It’s become my mission over the past year to hunt down healthy desserts. When we were young, ‘pudding’ was a rare occasion reserved for social outings, family get-togethers and birthdays. I came back from Oxford to discover that they had morphed into a nightly event. I’m not complaining though – I’ll greedily seize any opportunity to bake. However, eating self-saucing puddings, cheesecakes, brownies and other such indulgent items every night isn’t a healthy habit. And not one I planned on sustaining – some people (I’m looking at my sister here) could eat the moon and still remain beanpole thin, but we aren’t all blessed with those genes. I thus needed to come up with some sort of compromise. I needed to create desserts that incorporated the taste & sense of indulgence found in my sister’s favourites, yet didn’t require bucket loads of sugar and butter.
You’re probably expecting that at this point I will say how this dried fruit compote was a perfect solution to the dessert dilemma, blah, blah, blah. Well it wasn’t. At least not in the way it was intended to be. You see, I have made this compote multiple times now and my sister still refuses to try it. It’s her fault that she’s missing out big time. I now tend to make two desserts – brownies and the like for her and this for the rest of the household (it’s blindingly easy to make so creates no extra hassle). And you know what? When she’s sitting there with her slab of gooey-chocolatey-cakey substance, drowned in ice-cream and I have a scoop of this compote with vanilla yoghurt I don’t feel one pang of jealousy. Not one. Kid you not. The compote is sweet. It’s zingy. It’s colourful – more than can be said for a well, brown, brownie.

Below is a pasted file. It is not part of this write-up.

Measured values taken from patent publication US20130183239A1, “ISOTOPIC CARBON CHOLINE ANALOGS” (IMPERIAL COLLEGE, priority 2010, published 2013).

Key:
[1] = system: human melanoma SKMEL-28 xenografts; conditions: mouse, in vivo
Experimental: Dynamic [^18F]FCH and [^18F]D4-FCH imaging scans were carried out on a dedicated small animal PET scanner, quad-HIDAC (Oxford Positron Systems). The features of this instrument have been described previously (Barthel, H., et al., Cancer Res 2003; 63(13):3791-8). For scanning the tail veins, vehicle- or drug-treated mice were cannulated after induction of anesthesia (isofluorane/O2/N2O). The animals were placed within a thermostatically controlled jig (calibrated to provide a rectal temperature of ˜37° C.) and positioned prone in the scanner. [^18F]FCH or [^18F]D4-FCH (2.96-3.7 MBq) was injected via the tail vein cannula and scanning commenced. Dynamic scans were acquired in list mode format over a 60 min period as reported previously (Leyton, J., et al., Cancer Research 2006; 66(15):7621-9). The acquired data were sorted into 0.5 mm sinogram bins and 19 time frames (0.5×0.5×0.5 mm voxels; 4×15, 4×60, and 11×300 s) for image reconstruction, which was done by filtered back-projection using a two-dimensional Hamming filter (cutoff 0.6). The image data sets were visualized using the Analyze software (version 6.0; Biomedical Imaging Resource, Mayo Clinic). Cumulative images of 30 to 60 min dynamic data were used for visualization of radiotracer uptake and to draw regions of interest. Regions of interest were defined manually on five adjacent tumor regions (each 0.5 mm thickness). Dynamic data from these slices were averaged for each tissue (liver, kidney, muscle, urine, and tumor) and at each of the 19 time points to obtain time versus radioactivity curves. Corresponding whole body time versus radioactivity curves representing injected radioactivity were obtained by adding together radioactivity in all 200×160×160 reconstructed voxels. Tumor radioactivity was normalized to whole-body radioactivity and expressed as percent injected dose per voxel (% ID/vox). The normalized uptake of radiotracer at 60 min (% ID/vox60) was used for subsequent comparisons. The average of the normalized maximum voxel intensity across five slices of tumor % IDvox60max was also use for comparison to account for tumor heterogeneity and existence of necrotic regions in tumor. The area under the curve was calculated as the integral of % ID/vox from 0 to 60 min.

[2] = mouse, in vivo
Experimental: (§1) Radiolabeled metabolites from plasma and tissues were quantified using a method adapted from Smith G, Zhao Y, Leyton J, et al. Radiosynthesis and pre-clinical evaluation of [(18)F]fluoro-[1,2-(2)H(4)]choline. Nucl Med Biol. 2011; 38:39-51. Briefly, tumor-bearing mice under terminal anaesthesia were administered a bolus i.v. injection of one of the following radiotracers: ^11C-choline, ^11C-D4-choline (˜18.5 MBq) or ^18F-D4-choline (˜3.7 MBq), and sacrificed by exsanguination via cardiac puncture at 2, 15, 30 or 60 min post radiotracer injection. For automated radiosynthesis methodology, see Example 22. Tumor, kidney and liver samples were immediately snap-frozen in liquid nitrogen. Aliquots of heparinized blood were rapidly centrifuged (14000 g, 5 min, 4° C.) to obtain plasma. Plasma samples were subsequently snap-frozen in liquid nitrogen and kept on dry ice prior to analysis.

It’s also healthy enough to have for breakfast, whether with yoghurt, or on top of cereal or oatmeal. If you’re feeling the indulgent vibe, it works a treat warmed slightly and topped with a generous dollop of thick cream or good quality vanilla ice-cream. Though, in my book if you’re after a truly gluttonous dessert then you may as well go the full hog and smash that brownie. I’ll forgive you for passing on the compote just that once. It’s not going anywhere.
Compote: fancy name. Simple ingredients. Simple method. Fancy outcome.
Dried Fruit Compote
Makes about 1.5 cups
50g dried figs, quartered
70g dried apricots, halved
70g pitted prunes, quartered
180ml orange juice (about 2 navel oranges)
1 cinnamon stick
Place all ingredients in a small pot. Bring to the boil, then reduce the heat and simmer, covered, for ten minutes or until fruit is plump and most of the juice has been absorbed. Stir occasionally to prevent sticking.
Serve warm or cool.
Store for up to 5 days in an airtight container in the refrigerator.
Source: A Taste Without Waste original.